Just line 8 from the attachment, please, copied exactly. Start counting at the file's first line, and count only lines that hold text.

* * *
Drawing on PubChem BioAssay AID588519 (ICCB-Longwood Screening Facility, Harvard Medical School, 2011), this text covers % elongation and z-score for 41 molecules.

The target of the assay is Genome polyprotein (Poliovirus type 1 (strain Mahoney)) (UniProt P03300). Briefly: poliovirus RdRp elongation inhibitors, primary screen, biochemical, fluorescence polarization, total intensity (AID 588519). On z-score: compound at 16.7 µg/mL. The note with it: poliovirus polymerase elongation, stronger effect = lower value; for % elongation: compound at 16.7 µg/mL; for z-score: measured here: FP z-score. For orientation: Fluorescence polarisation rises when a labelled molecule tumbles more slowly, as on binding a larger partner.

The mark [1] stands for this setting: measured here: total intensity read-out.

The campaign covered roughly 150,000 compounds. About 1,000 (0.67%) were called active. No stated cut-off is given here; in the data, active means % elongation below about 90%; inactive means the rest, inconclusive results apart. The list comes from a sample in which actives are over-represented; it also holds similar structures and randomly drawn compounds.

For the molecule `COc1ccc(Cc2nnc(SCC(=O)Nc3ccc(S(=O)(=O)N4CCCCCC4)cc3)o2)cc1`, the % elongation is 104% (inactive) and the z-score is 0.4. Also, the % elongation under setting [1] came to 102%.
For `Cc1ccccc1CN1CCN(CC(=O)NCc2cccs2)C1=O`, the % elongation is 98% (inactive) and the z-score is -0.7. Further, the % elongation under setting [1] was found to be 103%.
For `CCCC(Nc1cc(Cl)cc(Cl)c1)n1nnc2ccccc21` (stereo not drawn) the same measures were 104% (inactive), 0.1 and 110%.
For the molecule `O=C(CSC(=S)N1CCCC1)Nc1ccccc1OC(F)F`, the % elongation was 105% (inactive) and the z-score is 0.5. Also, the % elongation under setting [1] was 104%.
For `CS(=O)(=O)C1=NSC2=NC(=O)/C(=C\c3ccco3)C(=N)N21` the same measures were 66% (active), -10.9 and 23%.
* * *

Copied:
For the molecule `O=C(CSC(=S)N1CCCC1)Nc1ccccc1OC(F)F`, the % elongation was 105% (inactive) and the z-score is 0.5. Also, the % elongation under setting [1] was 104%.